The Last Remnant Review
A Unique RPG from Square Enix
The Last Remnant is a unique RPG released March of 2009 by Square Enix. The Last Remnant isn’t part of a series and is a stand-alone game that takes place on a fantasy-fiction type world. Square Enix is no novice when it comes to RPGs, they practically coined the RPG genre with game series like Final Fantasy and Dragon Quest. They did provide something unique and new to this genre with The Last Remnant. The battle system is one they’ve never used before, and the game is very open as far as where you choose to go and what you chose to do, offering gamers side quests and item hunting that can end up extending the game life many hours.
The story follows an 18 year old boy who gets caught up in the biggest war their world has seen for 1,000 years. Throughout the game, he searches for his kidnapped sister and ends up fighting for the lives of his planet’s people.
The story takes the player through an expansive storyline, meeting different races, countries, and environments, and is quite enthralling. Cut scenes help to further wrap you up in the settings, but aren’t shown that often. If Final Fantasy 10 from Square Enix felt like one long movie with little game play in-between, The Last Remnant feels quite the opposite. So much time can be spent exploring side quests, farming for items/gear, and leveling up your troops, that you can go for hours before seeing the next cut scene or getting back on track with the storyline.
While the battles are turned based, much like most RPG titles from Square Enix, the Battle system is different from anything Square Enix has done before. This can be a good or bad thing for Square Enix fans. While the feel of a new turn-based battle system might be interesting and fun to learn, it may be too different for those that feel Square Enix should stick to the basics—that, as well as the learning curve for this new battle system is quite hefty. Even after playing halfway through the game it’s not guaranteed that you’ll understand all that’s going on during the battle sequence. If this is the first game you pick up made by Square Enix, you’ll be in for a unique experience with this game.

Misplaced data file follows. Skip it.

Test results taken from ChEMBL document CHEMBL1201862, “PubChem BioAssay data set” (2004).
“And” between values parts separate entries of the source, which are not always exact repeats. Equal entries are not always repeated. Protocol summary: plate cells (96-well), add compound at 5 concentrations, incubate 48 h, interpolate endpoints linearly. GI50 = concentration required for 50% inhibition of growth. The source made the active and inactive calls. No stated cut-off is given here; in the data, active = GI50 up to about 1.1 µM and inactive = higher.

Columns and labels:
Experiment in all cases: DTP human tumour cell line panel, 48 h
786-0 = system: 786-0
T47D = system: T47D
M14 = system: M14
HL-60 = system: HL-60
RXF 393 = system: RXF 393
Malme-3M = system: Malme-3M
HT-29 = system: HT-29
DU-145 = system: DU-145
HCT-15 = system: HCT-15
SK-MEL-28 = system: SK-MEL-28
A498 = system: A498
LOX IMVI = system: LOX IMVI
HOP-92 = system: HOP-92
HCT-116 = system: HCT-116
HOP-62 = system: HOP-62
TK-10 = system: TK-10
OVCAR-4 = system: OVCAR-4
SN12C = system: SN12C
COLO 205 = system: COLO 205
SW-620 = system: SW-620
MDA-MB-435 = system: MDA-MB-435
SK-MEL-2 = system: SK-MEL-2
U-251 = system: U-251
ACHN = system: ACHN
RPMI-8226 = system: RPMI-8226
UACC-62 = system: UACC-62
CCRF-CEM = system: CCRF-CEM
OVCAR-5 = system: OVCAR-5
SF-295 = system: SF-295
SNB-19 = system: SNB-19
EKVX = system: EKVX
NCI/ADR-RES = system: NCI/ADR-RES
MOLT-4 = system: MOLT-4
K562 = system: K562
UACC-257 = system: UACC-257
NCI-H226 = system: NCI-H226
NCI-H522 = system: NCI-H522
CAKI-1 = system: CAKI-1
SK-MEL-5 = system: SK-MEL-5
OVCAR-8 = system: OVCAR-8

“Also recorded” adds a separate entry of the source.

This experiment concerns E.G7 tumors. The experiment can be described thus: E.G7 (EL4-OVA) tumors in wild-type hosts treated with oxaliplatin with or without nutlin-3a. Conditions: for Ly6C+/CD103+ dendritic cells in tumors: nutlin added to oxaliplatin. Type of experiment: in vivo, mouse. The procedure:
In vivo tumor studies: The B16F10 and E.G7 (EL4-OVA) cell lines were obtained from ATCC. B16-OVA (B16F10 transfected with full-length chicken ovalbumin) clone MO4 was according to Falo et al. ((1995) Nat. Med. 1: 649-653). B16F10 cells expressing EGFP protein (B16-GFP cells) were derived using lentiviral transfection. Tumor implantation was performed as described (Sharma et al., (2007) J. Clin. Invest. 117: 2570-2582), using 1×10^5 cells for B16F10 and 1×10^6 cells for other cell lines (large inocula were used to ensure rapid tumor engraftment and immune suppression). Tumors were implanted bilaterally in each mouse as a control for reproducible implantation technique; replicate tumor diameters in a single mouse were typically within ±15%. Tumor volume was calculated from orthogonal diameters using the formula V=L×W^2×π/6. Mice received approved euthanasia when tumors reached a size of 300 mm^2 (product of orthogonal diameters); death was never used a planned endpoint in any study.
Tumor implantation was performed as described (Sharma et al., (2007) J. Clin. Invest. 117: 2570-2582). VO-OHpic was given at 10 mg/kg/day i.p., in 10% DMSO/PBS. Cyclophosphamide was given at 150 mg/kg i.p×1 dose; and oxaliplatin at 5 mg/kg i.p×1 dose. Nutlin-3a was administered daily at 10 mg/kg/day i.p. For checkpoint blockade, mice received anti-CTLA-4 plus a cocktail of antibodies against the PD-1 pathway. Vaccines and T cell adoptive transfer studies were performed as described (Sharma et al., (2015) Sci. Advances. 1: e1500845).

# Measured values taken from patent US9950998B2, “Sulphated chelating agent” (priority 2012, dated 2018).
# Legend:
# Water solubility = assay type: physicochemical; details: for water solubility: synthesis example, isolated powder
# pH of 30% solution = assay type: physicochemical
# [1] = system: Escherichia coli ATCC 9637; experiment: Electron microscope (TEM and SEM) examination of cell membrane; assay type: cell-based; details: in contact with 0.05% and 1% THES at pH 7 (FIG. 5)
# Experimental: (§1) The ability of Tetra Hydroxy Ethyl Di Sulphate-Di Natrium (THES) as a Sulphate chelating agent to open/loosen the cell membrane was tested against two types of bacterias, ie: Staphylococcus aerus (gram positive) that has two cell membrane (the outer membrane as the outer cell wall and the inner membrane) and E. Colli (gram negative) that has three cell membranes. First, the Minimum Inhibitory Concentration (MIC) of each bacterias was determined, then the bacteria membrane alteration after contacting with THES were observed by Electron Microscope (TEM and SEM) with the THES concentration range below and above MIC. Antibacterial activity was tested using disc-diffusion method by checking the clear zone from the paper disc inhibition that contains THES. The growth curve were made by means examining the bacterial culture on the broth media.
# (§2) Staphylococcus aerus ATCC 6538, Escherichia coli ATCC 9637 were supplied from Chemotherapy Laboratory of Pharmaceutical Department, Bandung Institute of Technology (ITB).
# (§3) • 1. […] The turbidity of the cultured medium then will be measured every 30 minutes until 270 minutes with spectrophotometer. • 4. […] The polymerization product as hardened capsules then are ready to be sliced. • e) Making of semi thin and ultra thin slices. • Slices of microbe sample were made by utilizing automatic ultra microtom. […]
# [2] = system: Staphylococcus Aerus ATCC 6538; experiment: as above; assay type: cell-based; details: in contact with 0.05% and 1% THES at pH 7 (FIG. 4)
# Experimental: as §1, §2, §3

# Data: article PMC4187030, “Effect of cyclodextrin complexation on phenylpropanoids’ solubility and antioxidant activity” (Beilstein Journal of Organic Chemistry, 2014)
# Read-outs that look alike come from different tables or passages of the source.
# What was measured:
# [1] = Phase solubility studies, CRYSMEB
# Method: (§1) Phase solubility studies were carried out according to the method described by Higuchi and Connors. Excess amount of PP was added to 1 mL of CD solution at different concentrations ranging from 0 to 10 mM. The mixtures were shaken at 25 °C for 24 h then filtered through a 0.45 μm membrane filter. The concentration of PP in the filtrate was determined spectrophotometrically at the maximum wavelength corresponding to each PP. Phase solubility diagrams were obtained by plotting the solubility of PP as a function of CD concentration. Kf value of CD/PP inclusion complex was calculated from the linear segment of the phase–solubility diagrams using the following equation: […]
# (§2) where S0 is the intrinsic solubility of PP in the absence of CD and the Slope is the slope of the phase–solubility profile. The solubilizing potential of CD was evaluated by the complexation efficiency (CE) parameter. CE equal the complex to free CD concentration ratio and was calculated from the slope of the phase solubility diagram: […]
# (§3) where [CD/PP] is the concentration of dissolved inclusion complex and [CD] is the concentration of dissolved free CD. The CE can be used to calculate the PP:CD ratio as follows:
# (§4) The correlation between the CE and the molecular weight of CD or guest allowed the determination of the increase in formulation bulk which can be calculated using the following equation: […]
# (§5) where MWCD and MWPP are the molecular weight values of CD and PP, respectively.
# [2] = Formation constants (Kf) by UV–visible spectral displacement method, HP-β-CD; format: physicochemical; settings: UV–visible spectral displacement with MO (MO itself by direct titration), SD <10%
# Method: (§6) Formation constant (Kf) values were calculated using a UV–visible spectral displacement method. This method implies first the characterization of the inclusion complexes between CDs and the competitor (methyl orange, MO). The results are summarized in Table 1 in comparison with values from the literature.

For weapons, you generally get to choose between swords, polearms, clubs, staves, or axes. You also get to use shields, if not wielding a two-handed weapon, if defense and evasion are desired. Some of the weapons in this game are really beautifully rendered which makes watching the battle sequences more enjoyable.
The enemy list is a strong suit of the game. There are a lot of different enemies to come across and engage. A great amount of detail was put into making each enemy unique and equipped with a couple different abilities. There are also rare enemies to hunt down to acquire rare items from. Most of the time these rare enemies don’t appear until after you revisit an area, but this makes coming back to areas you’ve already visited worth the while and fun to revisit. However, that having been said, there are some enemies that use certain abilities that get you pretty mad at the game. Whether it’s an ability that reinforces an already powerful mob with double the amount of enemies on the battlefield (and those reinforcements can use the same reinforce ability) or be it a move that resurrects one of your units and causes them to fight against your own troops, there are some abilities that just don’t help in making it fun for the player.